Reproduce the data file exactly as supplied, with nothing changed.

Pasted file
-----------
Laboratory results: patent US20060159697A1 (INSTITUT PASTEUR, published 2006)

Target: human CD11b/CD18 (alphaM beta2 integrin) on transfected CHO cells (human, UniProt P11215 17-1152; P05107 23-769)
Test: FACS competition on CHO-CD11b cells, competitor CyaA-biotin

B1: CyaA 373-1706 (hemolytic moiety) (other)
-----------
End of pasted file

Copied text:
Laboratory results: patent US20060159697A1 (INSTITUT PASTEUR, published 2006)

Target: human CD11b/CD18 (alphaM beta2 integrin) on transfected CHO cells (human, UniProt P11215 17-1152; P05107 23-769)
Test: FACS competition on CHO-CD11b cells, competitor CyaA-biotin

B1: CyaA 373-1706 (hemolytic moiety) (other)